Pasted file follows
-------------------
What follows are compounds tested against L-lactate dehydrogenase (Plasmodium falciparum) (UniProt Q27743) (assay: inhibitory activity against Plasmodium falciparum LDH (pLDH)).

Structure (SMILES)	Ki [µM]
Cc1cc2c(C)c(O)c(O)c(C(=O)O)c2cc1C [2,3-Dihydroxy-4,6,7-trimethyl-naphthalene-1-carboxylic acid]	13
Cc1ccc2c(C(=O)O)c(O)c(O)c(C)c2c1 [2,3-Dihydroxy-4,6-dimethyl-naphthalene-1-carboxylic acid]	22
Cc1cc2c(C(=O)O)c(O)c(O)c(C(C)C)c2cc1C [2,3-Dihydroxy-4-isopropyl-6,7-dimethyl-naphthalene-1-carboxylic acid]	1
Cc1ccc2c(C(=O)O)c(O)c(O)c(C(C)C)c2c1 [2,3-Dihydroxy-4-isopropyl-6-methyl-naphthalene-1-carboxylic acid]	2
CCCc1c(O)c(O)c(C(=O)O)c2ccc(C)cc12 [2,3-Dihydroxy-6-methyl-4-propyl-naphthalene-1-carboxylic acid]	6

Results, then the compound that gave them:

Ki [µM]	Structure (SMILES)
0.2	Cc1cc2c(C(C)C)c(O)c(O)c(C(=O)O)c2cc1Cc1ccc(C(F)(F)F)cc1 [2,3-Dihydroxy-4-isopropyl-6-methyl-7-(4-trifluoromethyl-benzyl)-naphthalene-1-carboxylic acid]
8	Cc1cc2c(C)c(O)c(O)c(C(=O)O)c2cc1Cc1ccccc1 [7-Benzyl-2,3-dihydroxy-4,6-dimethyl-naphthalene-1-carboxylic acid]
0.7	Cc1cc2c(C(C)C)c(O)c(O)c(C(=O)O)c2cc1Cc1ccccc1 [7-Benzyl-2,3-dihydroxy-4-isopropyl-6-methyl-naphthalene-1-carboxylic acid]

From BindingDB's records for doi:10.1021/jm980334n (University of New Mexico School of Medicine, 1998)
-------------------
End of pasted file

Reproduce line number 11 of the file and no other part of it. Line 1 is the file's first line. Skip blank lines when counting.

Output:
8	Cc1cc2c(C)c(O)c(O)c(C(=O)O)c2cc1Cc1ccccc1 [7-Benzyl-2,3-dihydroxy-4,6-dimethyl-naphthalene-1-carboxylic acid]